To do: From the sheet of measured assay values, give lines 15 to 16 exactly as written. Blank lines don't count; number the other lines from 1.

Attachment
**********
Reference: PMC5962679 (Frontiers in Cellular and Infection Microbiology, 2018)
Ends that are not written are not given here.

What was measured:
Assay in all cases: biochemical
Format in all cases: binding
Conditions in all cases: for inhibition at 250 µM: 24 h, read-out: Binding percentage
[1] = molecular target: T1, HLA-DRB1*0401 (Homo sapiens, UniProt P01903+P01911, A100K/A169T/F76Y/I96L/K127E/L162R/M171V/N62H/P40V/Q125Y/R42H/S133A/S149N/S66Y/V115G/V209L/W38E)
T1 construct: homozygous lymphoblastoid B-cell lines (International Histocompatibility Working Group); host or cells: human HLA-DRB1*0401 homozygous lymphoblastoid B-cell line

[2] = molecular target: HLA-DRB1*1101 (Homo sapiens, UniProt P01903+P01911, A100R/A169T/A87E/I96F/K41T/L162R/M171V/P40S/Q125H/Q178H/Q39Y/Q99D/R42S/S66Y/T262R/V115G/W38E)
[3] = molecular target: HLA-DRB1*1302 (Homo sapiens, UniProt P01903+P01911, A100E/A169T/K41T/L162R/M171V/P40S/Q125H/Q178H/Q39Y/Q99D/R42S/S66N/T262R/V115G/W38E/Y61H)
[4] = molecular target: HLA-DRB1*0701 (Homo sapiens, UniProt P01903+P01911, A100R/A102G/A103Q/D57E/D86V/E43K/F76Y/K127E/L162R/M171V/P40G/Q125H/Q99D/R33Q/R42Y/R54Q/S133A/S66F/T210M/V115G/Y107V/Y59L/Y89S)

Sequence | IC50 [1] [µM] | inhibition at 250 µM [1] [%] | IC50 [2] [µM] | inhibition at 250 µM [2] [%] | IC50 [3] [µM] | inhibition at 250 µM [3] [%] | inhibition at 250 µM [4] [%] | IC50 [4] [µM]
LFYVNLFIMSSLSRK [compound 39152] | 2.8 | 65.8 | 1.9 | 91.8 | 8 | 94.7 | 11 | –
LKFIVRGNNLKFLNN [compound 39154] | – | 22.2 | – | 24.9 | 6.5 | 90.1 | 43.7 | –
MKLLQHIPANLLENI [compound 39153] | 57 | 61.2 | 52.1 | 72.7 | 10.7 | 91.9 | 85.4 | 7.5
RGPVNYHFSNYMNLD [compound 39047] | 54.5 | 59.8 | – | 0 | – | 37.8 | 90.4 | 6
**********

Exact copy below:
MKLLQHIPANLLENI [compound 39153] | 57 | 61.2 | 52.1 | 72.7 | 10.7 | 91.9 | 85.4 | 7.5
RGPVNYHFSNYMNLD [compound 39047] | 54.5 | 59.8 | – | 0 | – | 37.8 | 90.4 | 6